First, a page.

With Syria, the weakness of the political element of the strategy is even more pronounced.  Simply put, the United States will have to lead an effort of nation-building to heal the wounds of the civil war.  It is unavoidable.  President Obama himself recognized this reality in his interview with Tom Friedman of The New York Times in August.  There he observed that a lesson he learned from Libya in 2011 was that military intervention that was not backed by a major effort to build a functional state afterwards would simply lead to chaos and a new set of threats to American interests.  In the interview, the President implied that this recognition was one reason that he did not want to intervene in Syria because he was not ready to commit to such a program there.  Now, having committed the United States to just such an intervention, he cannot escape the logic of his own contention.  But neither the United States nor any of its allies appear to have given any thought to what post conflict reconstruction in Syria would entail, let alone begun to plan and prepare for that effort.[3]  That could be the largest and most difficult aspect of the entire strategy.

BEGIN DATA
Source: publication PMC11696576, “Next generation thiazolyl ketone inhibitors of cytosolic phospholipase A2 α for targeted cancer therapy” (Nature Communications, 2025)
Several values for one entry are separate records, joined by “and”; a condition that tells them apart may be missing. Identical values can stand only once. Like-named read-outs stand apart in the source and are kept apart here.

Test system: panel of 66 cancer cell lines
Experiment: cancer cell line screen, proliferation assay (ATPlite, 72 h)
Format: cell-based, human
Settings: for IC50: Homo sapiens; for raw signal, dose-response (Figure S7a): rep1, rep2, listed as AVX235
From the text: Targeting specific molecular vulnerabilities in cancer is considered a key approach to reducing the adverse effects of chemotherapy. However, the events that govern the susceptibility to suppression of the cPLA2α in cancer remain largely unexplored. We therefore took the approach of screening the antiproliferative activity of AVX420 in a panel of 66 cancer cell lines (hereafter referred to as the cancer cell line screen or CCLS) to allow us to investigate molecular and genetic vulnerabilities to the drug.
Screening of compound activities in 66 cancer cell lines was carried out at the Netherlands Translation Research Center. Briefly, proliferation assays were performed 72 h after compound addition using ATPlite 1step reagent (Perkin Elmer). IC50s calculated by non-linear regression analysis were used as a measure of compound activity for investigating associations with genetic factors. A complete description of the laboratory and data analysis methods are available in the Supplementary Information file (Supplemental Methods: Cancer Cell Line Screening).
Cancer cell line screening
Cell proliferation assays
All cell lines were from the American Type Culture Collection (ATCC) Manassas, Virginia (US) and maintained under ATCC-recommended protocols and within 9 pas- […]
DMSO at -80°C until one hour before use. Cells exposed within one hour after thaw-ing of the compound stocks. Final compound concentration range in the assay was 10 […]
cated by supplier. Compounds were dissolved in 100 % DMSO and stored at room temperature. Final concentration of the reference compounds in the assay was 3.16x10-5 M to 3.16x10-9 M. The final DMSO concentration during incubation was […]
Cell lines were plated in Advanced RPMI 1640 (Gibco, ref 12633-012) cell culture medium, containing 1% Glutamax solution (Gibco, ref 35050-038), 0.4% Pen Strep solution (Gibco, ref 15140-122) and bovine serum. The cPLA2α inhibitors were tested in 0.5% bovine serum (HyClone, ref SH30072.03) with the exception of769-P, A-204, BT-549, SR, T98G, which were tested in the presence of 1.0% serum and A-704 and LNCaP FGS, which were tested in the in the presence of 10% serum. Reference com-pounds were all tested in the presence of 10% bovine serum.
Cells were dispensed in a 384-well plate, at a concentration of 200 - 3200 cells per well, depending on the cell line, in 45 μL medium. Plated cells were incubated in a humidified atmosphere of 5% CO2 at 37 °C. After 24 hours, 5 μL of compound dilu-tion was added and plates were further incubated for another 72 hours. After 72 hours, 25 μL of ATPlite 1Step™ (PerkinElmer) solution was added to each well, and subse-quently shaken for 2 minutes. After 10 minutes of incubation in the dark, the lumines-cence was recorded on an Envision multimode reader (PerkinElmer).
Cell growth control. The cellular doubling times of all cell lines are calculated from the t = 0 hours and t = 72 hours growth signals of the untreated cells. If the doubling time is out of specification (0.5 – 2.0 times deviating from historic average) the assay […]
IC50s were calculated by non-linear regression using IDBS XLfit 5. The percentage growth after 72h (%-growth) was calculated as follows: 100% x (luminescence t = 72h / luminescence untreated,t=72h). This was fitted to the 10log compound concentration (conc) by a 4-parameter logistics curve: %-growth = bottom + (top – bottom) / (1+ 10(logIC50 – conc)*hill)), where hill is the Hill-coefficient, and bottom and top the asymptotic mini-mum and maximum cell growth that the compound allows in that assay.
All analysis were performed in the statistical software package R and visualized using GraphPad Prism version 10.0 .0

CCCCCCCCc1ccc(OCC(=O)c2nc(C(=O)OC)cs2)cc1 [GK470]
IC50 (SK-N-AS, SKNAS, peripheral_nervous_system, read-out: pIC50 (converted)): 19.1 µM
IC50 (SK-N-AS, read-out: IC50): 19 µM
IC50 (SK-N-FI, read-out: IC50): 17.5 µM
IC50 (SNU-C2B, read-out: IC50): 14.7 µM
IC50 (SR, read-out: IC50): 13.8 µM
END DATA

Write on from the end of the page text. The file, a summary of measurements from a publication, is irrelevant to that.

The Big Picture

Despite all of the challenges the new U.S. strategy toward Iraq and Syria faces, it should not be seen as hopeless.  The new strategy is entirely feasible, the challenges identified could all be addressed (and have been, in other efforts elsewhere in the past), and the primary variable is the extent of the American commitment.  Of equal importance, there is no other alternative strategy that has a higher likelihood of succeeding.

Articulating all of the challenges this strategy faces, including those that the Administration simply has not addressed yet, should not be seen as suggesting that its proposed course of action is foolish.  It is not.  However, it is heavily dependent on their willingness to properly implement and resource it.


[1] Of course, that does not mean that it always works.  Kosovo in 1999 is an important contrary example.  There, U.S. air power, weaponry and advisors were not sufficient to enable the Kosovo Liberation Army to defeat the Serbs.  That said, the Serbs were far more powerful than either the Asad regime’s residual armed forces or ISIS and its allies.

[2] For those interested in a more extensive explanation of how (and why) the United States should build a new Syrian opposition Army as the Administration has indicated it will, see Kenneth M. Pollack, “An Army to Defeat Assad: How to Turn Syria’s Opposition Into a Real Fighting Force,” Foreign Affairs, Vol. 93, No. 5 (September/October 2014), pp. 110-124.

[3] For a fuller treatment of this problem, see Kenneth M. Pollack, “We Need to Begin Nation Building Right Now in Syria,” The New Republic online, September 24, 2014, available at http://www.newrepublic.com/article/119556/obamas-syria-strategy-must-include-nation-building.

Iran: Die goldene Chance

von Katajun Amirpur